The Oregon Health Authority has reported the state’s first probable case of monkeypox.

Confirmation testing is being done at the Centers for Disease Control and Prevention. The patient is a man who traveled to a country where monkeypox is currently prevalent, OHA said. He remains isolated and is following recommendations from health professionals, state health officials said on Thursday.

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Monkeypox, known formally as hMPXV, typically requires prolonged, close contact to spread from person to person.

“hMPXV does not spread easily between people, so the risk to other people is generally very low,” said Dr. Richard Leman with the Oregon Health Authority. “hMPXV spreads between people primarily through direct contact with infectious sores, scabs, or body fluids. Less commonly, it can be spread by respiratory secretions during prolonged face-to-face contact.”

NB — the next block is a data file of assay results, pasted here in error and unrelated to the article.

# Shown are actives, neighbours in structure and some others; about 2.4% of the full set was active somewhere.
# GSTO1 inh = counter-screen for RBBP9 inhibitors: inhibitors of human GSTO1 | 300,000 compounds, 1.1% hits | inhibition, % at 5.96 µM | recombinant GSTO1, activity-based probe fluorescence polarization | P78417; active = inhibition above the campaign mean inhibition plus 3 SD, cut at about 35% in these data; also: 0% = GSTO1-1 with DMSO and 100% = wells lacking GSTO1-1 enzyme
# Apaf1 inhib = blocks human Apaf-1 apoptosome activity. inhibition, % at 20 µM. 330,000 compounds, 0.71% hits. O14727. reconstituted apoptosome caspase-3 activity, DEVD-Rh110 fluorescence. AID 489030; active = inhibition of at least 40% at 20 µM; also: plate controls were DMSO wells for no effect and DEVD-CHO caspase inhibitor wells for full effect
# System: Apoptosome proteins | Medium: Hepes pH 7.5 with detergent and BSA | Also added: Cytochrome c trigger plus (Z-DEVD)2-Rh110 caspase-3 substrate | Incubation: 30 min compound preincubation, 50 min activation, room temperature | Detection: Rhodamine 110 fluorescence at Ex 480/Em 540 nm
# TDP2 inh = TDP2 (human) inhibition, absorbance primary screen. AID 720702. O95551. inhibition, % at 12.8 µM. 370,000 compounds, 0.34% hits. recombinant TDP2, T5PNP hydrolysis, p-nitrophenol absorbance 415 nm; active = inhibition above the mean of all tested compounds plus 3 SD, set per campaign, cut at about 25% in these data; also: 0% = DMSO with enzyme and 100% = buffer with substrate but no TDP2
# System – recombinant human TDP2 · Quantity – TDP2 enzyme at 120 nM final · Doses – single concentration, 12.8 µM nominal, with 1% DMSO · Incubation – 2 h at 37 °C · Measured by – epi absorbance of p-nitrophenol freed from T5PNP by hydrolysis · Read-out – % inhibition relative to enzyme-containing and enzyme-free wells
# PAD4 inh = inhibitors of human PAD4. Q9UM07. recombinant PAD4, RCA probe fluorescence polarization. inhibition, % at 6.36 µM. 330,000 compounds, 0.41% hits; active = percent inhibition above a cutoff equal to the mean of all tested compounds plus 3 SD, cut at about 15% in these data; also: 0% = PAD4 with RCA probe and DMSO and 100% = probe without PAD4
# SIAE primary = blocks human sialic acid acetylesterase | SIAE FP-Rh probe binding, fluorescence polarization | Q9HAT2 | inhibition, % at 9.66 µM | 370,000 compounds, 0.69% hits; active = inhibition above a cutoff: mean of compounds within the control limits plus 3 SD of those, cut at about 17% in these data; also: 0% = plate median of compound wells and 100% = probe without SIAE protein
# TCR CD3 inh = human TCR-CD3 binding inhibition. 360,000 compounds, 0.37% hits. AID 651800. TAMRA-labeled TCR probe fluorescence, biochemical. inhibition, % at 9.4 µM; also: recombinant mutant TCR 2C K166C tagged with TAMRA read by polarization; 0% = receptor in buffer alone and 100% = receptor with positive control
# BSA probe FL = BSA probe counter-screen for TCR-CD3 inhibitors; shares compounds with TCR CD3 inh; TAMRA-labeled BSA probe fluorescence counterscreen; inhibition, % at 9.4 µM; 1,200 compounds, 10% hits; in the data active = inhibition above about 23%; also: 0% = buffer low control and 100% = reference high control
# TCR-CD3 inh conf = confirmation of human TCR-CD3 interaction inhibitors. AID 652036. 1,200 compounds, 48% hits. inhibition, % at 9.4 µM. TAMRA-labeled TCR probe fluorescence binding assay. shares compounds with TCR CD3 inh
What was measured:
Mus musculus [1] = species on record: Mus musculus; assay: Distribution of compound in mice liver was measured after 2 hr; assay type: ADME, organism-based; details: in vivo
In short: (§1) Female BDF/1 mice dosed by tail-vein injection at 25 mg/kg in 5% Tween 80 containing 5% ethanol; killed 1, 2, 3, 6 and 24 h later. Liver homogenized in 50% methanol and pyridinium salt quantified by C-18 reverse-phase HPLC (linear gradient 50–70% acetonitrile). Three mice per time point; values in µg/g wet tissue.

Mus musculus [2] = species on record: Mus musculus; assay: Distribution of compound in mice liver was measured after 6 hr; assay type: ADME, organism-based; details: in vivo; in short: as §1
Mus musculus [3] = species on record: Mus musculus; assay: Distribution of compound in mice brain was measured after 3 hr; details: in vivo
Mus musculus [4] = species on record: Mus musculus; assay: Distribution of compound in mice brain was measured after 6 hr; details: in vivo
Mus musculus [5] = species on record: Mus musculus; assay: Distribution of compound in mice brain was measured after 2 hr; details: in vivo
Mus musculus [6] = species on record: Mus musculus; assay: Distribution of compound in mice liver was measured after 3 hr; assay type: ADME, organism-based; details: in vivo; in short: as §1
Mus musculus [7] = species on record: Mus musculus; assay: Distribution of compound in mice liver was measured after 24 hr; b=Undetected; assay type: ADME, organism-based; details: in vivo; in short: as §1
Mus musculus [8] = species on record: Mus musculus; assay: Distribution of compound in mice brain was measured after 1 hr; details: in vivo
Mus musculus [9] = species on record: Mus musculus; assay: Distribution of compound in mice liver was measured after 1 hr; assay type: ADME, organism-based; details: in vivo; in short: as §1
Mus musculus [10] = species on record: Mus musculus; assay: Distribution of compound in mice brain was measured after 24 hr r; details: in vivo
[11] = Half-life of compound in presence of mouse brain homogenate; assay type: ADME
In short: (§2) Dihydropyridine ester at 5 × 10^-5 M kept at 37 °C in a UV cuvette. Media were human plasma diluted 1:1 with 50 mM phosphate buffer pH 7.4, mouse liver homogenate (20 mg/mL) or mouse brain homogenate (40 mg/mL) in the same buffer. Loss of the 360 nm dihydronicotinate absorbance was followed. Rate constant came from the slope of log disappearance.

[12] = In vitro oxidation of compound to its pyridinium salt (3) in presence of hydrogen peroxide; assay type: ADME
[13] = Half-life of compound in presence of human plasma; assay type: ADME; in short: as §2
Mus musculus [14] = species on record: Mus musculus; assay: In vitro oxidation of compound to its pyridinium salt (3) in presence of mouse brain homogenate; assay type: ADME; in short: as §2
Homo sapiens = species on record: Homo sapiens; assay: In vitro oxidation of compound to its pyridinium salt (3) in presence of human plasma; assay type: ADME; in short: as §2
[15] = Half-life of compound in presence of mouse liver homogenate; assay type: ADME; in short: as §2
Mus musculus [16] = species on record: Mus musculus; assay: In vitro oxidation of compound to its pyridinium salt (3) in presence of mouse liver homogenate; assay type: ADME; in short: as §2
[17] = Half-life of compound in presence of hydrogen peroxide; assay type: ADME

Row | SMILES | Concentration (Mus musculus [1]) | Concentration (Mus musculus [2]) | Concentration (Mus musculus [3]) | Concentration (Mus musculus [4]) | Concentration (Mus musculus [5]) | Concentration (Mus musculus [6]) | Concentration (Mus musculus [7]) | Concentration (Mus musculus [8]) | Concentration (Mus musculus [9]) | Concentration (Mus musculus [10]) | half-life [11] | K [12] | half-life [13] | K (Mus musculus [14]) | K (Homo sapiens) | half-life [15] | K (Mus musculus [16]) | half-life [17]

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State health officials say initial symptoms include fever, headache and muscle aches, followed by a rash that starts with flat patches that form into large fluid-filled bumps. These bumps scab and fall off in two to four weeks. Symptoms usually start within seven to 14 days after exposure.

Currently, there are 84 cases across 18 states. No deaths have been reported.

Last month, Washington reported the state’s first case.

A vaccine can be given to people who have been exposed, under certain circumstances. It works to prevent the virus or decrease the impact after someone has been exposed. Health officials said members of the public who haven’t been exposed don’t need this vaccine.



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